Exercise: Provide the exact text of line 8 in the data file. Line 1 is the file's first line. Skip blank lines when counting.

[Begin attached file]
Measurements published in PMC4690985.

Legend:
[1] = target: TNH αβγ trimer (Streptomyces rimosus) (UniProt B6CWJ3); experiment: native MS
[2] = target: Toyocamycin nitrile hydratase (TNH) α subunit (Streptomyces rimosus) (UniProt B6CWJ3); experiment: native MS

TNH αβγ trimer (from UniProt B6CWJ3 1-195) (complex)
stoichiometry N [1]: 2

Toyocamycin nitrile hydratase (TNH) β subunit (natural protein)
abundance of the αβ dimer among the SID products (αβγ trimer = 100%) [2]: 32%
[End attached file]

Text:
abundance of the αβ dimer among the SID products (αβγ trimer = 100%) [2]: 32%